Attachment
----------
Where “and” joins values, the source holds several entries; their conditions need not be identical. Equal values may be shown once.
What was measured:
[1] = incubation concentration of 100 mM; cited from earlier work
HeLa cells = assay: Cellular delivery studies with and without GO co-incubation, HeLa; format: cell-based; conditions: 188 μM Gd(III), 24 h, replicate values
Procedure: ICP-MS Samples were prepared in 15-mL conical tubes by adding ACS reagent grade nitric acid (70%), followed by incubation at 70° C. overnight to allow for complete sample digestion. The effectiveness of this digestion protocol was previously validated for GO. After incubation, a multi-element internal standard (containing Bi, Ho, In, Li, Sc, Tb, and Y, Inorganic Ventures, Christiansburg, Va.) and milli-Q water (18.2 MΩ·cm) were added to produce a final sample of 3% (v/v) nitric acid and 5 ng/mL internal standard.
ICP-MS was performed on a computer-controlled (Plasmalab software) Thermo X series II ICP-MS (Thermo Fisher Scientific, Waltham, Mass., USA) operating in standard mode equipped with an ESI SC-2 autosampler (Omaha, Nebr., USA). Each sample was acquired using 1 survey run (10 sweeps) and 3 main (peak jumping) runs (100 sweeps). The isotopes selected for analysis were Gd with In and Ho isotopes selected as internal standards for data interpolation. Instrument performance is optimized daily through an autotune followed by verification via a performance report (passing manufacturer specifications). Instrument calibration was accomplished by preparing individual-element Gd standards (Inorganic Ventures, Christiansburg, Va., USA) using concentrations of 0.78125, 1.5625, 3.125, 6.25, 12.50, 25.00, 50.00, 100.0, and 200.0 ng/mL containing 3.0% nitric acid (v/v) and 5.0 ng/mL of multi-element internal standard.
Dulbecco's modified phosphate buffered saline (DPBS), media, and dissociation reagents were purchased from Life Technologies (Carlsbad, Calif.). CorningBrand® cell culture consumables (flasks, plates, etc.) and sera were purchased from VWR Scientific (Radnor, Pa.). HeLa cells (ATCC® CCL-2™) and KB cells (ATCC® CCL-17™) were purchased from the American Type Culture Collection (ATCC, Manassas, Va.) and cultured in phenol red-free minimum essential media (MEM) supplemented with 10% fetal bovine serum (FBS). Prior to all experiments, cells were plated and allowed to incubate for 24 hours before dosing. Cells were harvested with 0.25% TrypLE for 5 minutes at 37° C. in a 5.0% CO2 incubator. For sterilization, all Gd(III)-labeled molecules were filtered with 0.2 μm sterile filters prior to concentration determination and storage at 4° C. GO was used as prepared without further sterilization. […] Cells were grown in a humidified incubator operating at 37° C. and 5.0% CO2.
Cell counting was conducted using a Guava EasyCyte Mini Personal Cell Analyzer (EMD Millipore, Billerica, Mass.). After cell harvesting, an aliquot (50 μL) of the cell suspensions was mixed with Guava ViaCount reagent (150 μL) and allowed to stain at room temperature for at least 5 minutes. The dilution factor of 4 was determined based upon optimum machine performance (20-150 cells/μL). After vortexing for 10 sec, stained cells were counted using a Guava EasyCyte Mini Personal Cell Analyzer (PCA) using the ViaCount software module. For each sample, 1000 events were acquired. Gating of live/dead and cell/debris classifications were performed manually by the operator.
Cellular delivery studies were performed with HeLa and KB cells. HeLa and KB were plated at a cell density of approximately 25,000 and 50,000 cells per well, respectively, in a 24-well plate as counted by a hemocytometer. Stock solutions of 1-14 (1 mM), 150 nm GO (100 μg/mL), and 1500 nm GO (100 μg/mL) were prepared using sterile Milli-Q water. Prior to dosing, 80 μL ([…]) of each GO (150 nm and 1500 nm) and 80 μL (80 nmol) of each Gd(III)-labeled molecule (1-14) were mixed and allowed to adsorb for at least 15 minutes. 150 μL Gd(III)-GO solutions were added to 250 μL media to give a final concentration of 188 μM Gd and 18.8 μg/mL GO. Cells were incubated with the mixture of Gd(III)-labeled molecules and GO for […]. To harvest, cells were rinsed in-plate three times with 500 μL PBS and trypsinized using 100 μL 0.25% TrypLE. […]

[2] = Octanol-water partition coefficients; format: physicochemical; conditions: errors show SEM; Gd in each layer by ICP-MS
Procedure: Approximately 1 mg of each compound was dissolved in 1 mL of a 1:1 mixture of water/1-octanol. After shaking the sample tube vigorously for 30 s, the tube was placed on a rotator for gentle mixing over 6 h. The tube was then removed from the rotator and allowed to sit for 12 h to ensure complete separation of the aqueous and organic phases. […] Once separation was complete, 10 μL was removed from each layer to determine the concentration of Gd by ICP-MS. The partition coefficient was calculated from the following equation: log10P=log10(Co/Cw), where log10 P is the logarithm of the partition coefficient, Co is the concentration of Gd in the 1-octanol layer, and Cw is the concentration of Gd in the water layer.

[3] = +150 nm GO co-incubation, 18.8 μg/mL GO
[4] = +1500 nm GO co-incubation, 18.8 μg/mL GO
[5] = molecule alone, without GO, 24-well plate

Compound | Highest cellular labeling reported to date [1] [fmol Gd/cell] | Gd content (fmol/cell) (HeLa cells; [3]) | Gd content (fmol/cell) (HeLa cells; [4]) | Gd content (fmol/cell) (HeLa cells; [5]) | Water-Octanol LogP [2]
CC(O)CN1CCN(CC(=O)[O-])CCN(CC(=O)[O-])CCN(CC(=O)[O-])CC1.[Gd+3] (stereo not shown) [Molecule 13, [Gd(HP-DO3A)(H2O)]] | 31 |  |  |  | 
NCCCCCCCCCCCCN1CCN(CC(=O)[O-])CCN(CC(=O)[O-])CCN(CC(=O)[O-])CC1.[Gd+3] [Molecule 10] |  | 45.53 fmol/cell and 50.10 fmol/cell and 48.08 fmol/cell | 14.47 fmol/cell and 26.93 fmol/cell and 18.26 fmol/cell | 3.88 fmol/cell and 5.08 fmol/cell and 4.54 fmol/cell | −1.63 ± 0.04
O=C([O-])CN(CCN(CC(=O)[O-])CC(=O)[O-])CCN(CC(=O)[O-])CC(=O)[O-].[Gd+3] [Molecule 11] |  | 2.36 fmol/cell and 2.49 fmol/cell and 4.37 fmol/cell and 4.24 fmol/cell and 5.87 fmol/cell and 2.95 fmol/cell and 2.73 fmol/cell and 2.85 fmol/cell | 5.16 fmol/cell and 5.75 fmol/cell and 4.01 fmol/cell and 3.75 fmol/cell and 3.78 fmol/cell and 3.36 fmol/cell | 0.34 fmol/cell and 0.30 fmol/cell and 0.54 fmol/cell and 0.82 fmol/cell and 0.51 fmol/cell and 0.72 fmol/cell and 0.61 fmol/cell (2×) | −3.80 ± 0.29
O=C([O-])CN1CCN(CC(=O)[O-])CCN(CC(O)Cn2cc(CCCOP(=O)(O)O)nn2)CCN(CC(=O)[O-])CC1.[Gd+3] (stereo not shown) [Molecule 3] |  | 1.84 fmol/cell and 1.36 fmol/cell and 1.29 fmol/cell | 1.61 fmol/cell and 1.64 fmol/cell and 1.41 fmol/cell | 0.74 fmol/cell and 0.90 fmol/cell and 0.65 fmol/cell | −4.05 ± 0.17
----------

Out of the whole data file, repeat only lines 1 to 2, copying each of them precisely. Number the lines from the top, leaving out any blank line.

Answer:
Where “and” joins values, the source holds several entries; their conditions need not be identical. Equal values may be shown once.
What was measured: